It was recently posed to me that a motion passed unanimously made it a unanimous resolution which left me perplexed as to the logic but I thought it prudent to run through the legislation to help explain.
There are three types of resolutions for Strata and Community titled properties, being ordinary, special and unanimous.
Section 3 of the Community Titles Act advises as follows:
ordinary resolution of a community corporation means a resolution passed at a properly convened meeting of the corporation by a simple majority of the votes of members present and voting on the resolution
special resolution of a community corporation means—
(a) where the number of community lots is three—see section 88;
(b) in all other cases—a resolution—
(i) of which at least 14 days notice setting out the text of the proposed resolution and any other information of a kind prescribed by regulation has been served on all the owners of the community lots; and
(ii) that is passed at a properly convened meeting of the corporation at which the number of votes (if any) cast against the resolution is 25 per cent or less of the total number of votes that could be cast at a meeting at which all members are present and entitled to vote
unanimous resolution of a community corporation means a resolution—
(a) of which at least 14 days notice setting out the text of the proposed resolution and any other information of a kind prescribed by regulation has been served on all the owners of the community lots; and
(b) that is passed at a properly convened meeting of the corporation without any vote being cast against it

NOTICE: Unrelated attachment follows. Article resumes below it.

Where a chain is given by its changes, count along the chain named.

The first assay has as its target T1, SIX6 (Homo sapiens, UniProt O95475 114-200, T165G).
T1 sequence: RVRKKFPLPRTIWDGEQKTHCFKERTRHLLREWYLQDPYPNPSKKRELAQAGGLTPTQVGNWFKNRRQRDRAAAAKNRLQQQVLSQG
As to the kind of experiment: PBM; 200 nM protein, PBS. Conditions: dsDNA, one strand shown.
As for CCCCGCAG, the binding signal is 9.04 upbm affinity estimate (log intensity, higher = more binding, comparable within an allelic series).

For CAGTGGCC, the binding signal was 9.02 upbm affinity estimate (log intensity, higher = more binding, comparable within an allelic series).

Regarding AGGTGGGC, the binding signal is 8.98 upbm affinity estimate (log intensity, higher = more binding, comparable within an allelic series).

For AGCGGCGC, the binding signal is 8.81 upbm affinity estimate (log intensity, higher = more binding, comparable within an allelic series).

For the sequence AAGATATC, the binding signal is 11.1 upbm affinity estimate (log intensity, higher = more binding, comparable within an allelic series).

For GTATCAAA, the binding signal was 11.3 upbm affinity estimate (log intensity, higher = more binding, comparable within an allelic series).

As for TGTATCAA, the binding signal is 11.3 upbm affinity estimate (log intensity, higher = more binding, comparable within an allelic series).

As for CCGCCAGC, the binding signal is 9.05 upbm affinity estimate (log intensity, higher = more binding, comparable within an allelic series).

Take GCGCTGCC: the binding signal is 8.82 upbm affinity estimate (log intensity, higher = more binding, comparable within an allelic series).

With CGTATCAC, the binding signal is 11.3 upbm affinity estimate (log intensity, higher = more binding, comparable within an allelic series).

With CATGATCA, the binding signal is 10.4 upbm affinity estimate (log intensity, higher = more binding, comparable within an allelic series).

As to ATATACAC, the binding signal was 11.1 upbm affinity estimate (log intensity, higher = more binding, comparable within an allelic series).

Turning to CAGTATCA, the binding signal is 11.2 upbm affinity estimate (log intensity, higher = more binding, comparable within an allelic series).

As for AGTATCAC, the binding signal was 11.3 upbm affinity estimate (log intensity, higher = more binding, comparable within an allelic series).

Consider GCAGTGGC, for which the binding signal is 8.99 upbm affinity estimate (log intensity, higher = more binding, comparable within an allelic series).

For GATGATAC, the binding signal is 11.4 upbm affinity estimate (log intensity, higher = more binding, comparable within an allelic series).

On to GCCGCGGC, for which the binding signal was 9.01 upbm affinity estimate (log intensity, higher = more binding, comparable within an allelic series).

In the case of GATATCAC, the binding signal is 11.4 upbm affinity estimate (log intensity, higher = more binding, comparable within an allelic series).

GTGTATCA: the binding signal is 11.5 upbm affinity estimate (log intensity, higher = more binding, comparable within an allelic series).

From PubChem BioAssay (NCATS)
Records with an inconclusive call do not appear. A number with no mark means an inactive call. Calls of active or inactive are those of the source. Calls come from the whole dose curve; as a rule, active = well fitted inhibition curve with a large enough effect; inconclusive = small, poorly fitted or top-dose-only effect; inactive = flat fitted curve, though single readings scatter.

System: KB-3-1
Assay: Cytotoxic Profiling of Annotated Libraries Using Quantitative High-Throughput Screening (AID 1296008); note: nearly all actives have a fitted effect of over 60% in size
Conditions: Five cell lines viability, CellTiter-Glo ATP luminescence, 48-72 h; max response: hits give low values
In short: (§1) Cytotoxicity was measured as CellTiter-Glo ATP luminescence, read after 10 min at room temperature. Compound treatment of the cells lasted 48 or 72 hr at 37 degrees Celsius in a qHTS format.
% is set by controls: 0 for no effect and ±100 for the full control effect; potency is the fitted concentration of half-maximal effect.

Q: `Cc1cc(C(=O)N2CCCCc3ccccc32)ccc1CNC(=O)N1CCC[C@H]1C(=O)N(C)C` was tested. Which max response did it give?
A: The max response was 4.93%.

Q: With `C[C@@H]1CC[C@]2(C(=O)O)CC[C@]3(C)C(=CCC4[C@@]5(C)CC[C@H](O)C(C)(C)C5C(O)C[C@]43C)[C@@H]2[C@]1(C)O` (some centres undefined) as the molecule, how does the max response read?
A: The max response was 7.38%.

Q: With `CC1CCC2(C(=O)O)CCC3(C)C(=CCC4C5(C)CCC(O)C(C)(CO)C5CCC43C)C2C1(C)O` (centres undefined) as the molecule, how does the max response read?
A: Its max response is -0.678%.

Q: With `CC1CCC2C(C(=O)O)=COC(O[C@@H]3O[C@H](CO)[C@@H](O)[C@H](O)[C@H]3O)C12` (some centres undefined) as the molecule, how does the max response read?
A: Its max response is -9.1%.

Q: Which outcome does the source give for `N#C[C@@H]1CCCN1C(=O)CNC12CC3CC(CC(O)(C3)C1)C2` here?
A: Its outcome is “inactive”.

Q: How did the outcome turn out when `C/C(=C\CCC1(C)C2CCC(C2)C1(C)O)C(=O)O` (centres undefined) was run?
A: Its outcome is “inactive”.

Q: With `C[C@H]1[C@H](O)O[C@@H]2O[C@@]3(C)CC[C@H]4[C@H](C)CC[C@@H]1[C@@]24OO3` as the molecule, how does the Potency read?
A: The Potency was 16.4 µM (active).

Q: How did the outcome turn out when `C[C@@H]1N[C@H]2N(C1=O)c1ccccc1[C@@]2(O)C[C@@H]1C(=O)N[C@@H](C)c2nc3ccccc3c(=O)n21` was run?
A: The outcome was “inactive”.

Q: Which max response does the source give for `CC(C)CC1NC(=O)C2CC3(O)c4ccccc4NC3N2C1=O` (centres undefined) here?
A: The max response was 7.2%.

An ordinary resolution can be passed unanimously; that is, all members present and voting on behalf of the resolution vote for the resolution but this holds no more weight than if the vote had been passed by simple majority of one more vote in favour than those against (ie, a 7-0 vote in favour means the same thing as a 4-3 vote for an ordinary resolution) unless the additional criteria are met it is not a unanimous resolution.
Most resolutions passed by a corporation at a meeting are ordinary, such as appointing a body corporate manager, arranging maintenance, accepting minutes, financials and setting levy contributions etc.
The Community Titles Act does however impose limitations on how much money can be raised without it being either a special or unanimous resolution (depending on the amount) and the criteria for both the special and unanimous resolutions in the regulations attached to the Act require that the corporation advise in the text of the proposed motion the reasons behind the motion.
What are Unanimous Resolutions used for?
Change of registered plan
Change of Lot entitlement values
Amendment of the Scheme Description
Acquisition of property by freehold, leasehold, licence or concession
Sale of common property
Authorising expenditure of greater than $5000 per lot
What about Special Resolutions, what are these for?
Alterations and additions in Strata Schemes
Variation of By-laws
Variation/termination of the Development Contract
Distribute or transfer to another fund excess monies held in the administrative or sinking fund
Authorising expenditure between $2001 and $5000 per lot
I hope that this helps provide some clarity on the types of resolution in a property governed by the Community Titles Act 1996. If you have any questions concerning this please contact the writer on 8350 5699.